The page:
Formal defection is only making your departure from the Church official. You do not need a formal defection to depart from the Catholic faith. The apostle in the First Epistle of John speaks of Christians who left the fold as not having belonged in the first place. They were only outwardly Christian but were not the real thing. Clearly, he accepted the notion of nominal members who were not members at all even though they may have done holy things and acted like members.

Most Catholics do not support the teachings of the Church. Picking what they like out of the faith is not enough for even many atheists do that. Decent persons will not want to be counted among an organization whose beliefs they do not support. This need not be spiteful. For the church to count them as members is dishonest and disrespectful to them. Likewise, for them to be able to represent themselves as Catholics is disingenuous and not fair to real Catholics. The Church teaches you excommunicate yourself when you commit certain offences, such as heresy, so you cease to become Catholic when you become convinced the Church is false. Also, if the Church is false then being Catholic is certainly only a label. It is only a man-made label conferred by a man-made faith. Nobody is really Catholic if the religion is a pure human creation.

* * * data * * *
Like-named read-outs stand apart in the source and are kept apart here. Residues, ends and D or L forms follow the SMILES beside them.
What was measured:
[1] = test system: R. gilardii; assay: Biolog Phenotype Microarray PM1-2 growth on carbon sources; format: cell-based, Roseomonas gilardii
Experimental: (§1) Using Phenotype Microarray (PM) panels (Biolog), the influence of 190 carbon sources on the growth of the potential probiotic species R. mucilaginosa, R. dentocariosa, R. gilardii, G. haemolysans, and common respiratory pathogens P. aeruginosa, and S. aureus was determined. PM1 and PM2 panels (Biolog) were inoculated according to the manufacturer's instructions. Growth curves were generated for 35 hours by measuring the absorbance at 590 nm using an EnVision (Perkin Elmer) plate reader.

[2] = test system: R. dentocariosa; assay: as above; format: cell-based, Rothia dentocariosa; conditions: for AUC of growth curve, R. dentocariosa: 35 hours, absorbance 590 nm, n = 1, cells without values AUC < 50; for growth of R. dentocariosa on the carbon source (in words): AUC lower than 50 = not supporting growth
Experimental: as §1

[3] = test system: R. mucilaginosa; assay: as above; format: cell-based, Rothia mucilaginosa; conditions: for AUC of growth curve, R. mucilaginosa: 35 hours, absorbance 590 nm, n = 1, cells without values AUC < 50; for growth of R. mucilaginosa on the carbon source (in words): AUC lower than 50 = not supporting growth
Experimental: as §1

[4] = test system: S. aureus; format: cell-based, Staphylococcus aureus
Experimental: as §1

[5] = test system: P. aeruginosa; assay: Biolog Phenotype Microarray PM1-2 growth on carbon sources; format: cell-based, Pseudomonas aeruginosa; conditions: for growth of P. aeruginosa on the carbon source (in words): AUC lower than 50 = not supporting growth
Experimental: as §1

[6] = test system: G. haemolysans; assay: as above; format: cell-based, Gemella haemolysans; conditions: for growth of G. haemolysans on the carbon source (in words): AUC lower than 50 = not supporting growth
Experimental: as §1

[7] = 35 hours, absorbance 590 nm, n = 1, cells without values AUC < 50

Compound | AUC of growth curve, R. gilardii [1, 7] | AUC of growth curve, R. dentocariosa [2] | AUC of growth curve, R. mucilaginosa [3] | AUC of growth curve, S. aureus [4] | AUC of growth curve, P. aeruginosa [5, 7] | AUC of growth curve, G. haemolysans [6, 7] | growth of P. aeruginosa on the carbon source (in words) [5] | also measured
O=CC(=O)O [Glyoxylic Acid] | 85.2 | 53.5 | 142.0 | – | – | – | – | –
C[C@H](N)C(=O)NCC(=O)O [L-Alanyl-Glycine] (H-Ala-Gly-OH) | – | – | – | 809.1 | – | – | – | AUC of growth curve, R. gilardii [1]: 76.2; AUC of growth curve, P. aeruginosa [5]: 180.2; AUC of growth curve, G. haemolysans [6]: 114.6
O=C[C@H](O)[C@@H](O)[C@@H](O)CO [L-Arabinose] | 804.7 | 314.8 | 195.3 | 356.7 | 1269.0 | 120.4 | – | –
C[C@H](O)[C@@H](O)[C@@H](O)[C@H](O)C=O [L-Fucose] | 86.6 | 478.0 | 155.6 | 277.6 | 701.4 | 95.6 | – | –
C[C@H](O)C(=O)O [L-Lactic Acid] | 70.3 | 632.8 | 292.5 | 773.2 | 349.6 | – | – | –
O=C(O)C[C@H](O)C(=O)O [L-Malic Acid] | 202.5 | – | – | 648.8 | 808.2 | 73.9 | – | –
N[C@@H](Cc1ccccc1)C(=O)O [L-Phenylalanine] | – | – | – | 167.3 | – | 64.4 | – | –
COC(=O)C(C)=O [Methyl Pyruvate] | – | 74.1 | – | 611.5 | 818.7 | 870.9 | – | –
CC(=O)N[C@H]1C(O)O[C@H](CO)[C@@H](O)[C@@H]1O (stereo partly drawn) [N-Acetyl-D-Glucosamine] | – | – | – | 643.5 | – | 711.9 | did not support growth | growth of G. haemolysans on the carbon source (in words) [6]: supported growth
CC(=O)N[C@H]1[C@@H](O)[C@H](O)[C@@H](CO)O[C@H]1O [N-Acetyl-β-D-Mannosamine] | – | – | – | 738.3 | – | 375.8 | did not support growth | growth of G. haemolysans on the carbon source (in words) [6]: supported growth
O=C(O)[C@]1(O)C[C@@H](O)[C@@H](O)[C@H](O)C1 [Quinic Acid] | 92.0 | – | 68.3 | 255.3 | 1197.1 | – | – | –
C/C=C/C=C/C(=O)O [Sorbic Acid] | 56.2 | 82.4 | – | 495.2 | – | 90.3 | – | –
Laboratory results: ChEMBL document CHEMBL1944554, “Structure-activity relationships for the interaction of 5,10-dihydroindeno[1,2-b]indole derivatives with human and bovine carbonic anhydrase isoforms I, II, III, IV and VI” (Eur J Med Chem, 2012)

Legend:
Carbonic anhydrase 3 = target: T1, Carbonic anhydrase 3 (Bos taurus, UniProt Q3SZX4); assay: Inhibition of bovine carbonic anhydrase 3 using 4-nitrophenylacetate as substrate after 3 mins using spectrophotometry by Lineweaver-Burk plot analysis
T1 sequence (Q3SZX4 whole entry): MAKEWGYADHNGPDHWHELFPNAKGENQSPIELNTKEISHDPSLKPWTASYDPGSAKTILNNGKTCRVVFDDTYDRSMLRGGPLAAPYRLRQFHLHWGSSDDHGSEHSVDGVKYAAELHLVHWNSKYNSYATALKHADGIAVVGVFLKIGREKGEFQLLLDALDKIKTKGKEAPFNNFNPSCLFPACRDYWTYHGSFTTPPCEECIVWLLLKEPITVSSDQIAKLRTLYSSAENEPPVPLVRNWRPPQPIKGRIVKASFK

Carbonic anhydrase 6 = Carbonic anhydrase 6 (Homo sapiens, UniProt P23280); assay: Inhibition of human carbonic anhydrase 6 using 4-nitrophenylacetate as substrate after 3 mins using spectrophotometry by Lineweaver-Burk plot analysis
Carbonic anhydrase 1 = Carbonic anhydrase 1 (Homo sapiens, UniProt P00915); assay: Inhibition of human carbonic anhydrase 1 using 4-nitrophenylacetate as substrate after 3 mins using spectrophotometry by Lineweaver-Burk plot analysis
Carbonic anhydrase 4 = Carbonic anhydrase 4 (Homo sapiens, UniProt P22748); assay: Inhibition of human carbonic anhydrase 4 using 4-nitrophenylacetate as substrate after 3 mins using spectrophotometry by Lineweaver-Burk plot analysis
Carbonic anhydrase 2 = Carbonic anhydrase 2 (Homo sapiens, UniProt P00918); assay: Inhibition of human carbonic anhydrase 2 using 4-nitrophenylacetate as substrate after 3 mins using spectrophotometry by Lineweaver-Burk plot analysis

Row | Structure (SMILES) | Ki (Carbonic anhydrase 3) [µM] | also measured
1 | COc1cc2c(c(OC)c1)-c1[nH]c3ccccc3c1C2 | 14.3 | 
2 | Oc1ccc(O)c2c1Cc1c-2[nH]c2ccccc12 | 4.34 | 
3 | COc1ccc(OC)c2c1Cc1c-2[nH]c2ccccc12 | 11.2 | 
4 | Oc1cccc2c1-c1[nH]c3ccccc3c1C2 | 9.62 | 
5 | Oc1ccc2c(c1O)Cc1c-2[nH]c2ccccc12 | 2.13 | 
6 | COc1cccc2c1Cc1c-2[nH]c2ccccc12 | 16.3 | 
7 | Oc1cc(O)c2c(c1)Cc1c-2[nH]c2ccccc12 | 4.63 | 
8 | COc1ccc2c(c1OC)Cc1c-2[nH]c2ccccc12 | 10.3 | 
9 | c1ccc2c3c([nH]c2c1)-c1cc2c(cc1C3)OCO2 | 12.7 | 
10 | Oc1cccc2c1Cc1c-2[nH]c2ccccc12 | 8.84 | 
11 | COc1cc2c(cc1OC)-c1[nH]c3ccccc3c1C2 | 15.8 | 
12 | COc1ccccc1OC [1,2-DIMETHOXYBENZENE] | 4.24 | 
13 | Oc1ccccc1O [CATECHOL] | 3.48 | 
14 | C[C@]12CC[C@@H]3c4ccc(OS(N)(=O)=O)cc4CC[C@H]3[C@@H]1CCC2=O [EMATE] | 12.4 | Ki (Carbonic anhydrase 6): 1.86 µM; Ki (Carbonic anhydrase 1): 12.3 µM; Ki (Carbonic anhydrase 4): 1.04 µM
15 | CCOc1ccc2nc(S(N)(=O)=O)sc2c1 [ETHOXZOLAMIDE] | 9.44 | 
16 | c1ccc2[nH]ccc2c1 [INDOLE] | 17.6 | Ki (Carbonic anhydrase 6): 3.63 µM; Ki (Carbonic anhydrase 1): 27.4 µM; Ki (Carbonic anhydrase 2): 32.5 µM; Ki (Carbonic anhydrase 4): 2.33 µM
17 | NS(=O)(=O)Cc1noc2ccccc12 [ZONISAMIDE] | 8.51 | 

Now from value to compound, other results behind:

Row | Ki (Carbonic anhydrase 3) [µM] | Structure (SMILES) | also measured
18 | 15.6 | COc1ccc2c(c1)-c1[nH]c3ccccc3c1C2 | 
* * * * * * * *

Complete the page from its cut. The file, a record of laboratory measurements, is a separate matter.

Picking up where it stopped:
Because you consider Church teaching untrue.

Because you consider most Catholics dishonest - they do tend to water down and lie about the content of Church teaching and undermine the right of the bishops and popes to make rules for them.

Because you consider Catholicism dangerous.

Because being counted as a member by the Church is not being respectful to yourself or to those who are true believers.

Because you sense you were never really baptised - some priests do not intend to do anything other than go through the motions. Going through the ceremony does not make it necessarily a valid ceremony.

If you joined the Church of Scientology and decided it was ripping people off and lying to them you would not say, "I no longer support this organisation. I will not attend any of its meetings or pay it any money", is sufficient for withdrawing support. You need to get the organisation to recognise you as an ex-Scientologist. Being listed as a member is a passive form of support. It is the most important form. After all, you cannot take the obligation to go to meetings and to pay money unless you become a member. Thus it is the name on the membership roll book has to be dealt with. It has to be expunged.

Departing from the Catholic faith and departing from the Catholic Church are two different and separate things. Departing from the faith is in fact a bigger separation in your heart from the Church than simply failing to practice as a Catholic.